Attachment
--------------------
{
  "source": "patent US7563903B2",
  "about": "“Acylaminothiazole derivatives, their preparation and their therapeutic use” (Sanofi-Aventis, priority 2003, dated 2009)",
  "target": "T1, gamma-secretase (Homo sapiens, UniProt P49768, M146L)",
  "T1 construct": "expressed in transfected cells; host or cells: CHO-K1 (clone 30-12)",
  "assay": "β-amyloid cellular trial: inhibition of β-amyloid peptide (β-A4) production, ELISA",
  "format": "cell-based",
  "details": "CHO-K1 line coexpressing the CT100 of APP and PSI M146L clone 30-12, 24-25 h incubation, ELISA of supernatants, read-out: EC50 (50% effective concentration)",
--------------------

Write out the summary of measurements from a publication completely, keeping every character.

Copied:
{
  "source": "patent US7563903B2",
  "about": "“Acylaminothiazole derivatives, their preparation and their therapeutic use” (Sanofi-Aventis, priority 2003, dated 2009)",
  "target": "T1, gamma-secretase (Homo sapiens, UniProt P49768, M146L)",
  "T1 construct": "expressed in transfected cells; host or cells: CHO-K1 (clone 30-12)",
  "assay": "β-amyloid cellular trial: inhibition of β-amyloid peptide (β-A4) production, ELISA",
  "format": "cell-based",
  "details": "CHO-K1 line coexpressing the CT100 of APP and PSI M146L clone 30-12, 24-25 h incubation, ELISA of supernatants, read-out: EC50 (50% effective concentration)",